Suffering is the necessary deep feeling of the human situation. If we don’t feel pain, suffering, human failure, and weakness, we stand antiseptically apart from it, and remain numb and small. We can’t understand such things by thinking about them. The superficiality of much of our world is that it tries to buy its way out of the ordinary limits and pain of being human. Carl Jung called it “necessary suffering,” and I think he was right.
Jesus did not numb himself or withhold himself from human pain, as we see even in his refusal of the numbing wine on the cross (Matthew 27:34). Some forms of suffering are necessary so that we know the human dilemma, so that we can even name our shadow self and confront it.
Brothers and sisters, the irony is not that God should feel so fiercely; it’s that his creatures feel so feebly. If there is nothing in your life to cry about, if there is nothing in your life to yell about, you must be out of touch. We must all feel and know the immense pain of this global humanity. Then we are no longer isolated, but a true member of the universal Body of Christ. Then we know God not from the outside but from the inside!
Richard Rohr, adapted from Radical Grace: Daily Meditations
I think Rohr has put his finger, here, on what I continually try to say here in this blog: that God has a terrible, redemptive purpose in allowing us to feel, especially others’, pain. (I would extend his “global humanity” though, to all that is made, really, and that shares in our brokenness since the Fall.) He does not intend so much to heal us by “making it all better”—he thinks more of us than that. As far as I can understand, what he is after is involving us in the great work of making all things new—as Paul writes to the Romans (8.18-27 NRSV):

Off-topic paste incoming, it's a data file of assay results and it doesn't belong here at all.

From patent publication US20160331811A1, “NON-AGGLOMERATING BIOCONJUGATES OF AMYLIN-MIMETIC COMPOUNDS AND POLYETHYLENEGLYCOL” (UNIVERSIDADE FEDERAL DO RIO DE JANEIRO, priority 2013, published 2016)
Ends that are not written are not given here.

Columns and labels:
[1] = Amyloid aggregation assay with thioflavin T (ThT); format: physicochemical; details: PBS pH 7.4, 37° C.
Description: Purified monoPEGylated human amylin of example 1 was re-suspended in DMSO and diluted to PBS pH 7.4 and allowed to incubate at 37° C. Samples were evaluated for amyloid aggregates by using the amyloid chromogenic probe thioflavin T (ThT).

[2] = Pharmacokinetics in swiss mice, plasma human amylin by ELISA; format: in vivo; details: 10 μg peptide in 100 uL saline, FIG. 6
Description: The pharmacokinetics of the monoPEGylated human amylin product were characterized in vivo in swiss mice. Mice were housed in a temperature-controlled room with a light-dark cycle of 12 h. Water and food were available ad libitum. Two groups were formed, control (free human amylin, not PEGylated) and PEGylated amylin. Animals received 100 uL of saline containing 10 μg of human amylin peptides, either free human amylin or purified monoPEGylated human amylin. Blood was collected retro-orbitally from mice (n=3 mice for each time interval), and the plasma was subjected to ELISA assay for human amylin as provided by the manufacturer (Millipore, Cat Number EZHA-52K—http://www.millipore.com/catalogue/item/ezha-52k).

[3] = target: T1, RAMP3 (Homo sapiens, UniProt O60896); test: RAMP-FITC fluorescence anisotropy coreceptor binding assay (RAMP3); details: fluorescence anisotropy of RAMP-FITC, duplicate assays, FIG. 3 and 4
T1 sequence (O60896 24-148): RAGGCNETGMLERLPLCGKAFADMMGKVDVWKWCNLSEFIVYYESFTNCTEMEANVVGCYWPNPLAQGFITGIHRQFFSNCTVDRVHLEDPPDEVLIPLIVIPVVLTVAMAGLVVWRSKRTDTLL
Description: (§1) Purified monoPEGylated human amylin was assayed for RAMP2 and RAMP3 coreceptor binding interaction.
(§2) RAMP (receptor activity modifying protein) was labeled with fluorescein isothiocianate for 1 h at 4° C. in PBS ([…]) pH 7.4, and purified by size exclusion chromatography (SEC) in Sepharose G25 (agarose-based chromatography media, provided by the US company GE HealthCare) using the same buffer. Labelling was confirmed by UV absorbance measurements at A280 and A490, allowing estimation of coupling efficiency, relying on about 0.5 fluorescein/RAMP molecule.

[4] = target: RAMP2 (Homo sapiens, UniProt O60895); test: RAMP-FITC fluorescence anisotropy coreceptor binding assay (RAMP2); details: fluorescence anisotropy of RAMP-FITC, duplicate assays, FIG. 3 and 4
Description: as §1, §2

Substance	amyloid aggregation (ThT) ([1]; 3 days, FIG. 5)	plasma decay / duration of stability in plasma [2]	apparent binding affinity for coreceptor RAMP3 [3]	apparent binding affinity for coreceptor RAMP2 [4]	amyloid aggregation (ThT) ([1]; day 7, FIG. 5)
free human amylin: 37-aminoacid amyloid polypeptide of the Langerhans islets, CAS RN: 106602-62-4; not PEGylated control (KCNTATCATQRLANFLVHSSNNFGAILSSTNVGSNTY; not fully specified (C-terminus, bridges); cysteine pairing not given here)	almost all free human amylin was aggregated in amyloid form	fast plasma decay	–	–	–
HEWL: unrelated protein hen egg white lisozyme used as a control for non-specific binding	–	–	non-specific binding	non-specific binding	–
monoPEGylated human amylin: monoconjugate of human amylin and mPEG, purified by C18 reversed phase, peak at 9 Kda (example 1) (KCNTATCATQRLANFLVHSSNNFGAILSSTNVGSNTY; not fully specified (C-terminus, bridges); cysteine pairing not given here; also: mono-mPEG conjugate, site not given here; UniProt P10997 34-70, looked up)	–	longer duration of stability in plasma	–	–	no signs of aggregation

I consider that the sufferings of this present time are not worth comparing with the glory about to be revealed to us. For the creation waits with eager longing for the revealing of the children of God; for the creation was subjected to futility, not of its own will but by the will of the one who subjected it, in hope that the creation itself will be set free from its bondage to decay and will obtain the freedom of the glory of the children of God. We know that the whole creation has been groaning in labour pains until now; and not only the creation, but we ourselves, who have the first fruits of the Spirit, groan inwardly while we wait for adoption, the redemption of our bodies. For in hope we were saved. Now hope that is seen is not hope. For who hopes for what is seen? But if we hope for what we do not see, we wait for it with patience.
Likewise the Spirit helps us in our weakness; for we do not know how to pray as we ought, but that very Spirit intercedes with sighs too deep for words. And God, who searches the heart, knows what is the mind of the Spirit, because the Spirit intercedes for the saints according to the will of God.
For me, this comes about in and through the Jesus Prayer, since in and through the Prayer I find myself drawn deeper into God’s heart for the little, broken ones, without having to mess things up too much with my own thoughts and preconceptions. I wrote quite a long post about this during Lent 4 years ago. In some ways perhaps I have grown deeper into this odd way of life; in others, I find myself no farther forward, and still as puzzled…
Lord Jesus Christ, Son of God, have mercy on me, a sinner…